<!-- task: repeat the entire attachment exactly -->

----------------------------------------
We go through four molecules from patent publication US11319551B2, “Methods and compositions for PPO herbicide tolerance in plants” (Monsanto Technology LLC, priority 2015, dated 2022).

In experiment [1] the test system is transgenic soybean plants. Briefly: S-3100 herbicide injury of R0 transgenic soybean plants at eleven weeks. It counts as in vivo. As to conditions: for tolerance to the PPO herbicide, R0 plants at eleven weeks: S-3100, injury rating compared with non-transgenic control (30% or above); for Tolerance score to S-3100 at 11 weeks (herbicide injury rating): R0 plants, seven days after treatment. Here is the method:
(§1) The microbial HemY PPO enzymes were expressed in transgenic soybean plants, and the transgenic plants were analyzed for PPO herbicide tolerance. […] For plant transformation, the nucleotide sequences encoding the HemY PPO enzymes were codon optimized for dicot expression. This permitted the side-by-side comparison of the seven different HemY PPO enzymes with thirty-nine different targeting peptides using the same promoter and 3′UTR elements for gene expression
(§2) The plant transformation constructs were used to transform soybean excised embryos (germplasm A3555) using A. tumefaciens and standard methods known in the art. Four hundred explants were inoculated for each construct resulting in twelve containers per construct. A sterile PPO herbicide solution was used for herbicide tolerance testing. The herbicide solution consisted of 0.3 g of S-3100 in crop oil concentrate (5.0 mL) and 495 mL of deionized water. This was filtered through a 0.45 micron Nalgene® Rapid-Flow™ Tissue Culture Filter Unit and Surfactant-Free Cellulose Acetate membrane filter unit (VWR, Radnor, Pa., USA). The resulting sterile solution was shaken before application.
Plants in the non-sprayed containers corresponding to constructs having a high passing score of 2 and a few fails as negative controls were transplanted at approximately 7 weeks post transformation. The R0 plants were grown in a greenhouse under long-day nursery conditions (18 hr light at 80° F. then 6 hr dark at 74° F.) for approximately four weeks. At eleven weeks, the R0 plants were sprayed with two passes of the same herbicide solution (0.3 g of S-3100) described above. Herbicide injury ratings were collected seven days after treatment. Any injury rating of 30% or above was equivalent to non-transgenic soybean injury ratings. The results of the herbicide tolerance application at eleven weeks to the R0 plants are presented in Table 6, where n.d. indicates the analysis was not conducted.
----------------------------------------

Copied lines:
We go through four molecules from patent publication US11319551B2, “Methods and compositions for PPO herbicide tolerance in plants” (Monsanto Technology LLC, priority 2015, dated 2022).

In experiment [1] the test system is transgenic soybean plants. Briefly: S-3100 herbicide injury of R0 transgenic soybean plants at eleven weeks. It counts as in vivo. As to conditions: for tolerance to the PPO herbicide, R0 plants at eleven weeks: S-3100, injury rating compared with non-transgenic control (30% or above); for Tolerance score to S-3100 at 11 weeks (herbicide injury rating): R0 plants, seven days after treatment. Here is the method:
(§1) The microbial HemY PPO enzymes were expressed in transgenic soybean plants, and the transgenic plants were analyzed for PPO herbicide tolerance. […] For plant transformation, the nucleotide sequences encoding the HemY PPO enzymes were codon optimized for dicot expression. This permitted the side-by-side comparison of the seven different HemY PPO enzymes with thirty-nine different targeting peptides using the same promoter and 3′UTR elements for gene expression
(§2) The plant transformation constructs were used to transform soybean excised embryos (germplasm A3555) using A. tumefaciens and standard methods known in the art. Four hundred explants were inoculated for each construct resulting in twelve containers per construct. A sterile PPO herbicide solution was used for herbicide tolerance testing. The herbicide solution consisted of 0.3 g of S-3100 in crop oil concentrate (5.0 mL) and 495 mL of deionized water. This was filtered through a 0.45 micron Nalgene® Rapid-Flow™ Tissue Culture Filter Unit and Surfactant-Free Cellulose Acetate membrane filter unit (VWR, Radnor, Pa., USA). The resulting sterile solution was shaken before application.
Plants in the non-sprayed containers corresponding to constructs having a high passing score of 2 and a few fails as negative controls were transplanted at approximately 7 weeks post transformation. The R0 plants were grown in a greenhouse under long-day nursery conditions (18 hr light at 80° F. then 6 hr dark at 74° F.) for approximately four weeks. At eleven weeks, the R0 plants were sprayed with two passes of the same herbicide solution (0.3 g of S-3100) described above. Herbicide injury ratings were collected seven days after treatment. Any injury rating of 30% or above was equivalent to non-transgenic soybean injury ratings. The results of the herbicide tolerance application at eleven weeks to the R0 plants are presented in Table 6, where n.d. indicates the analysis was not conducted.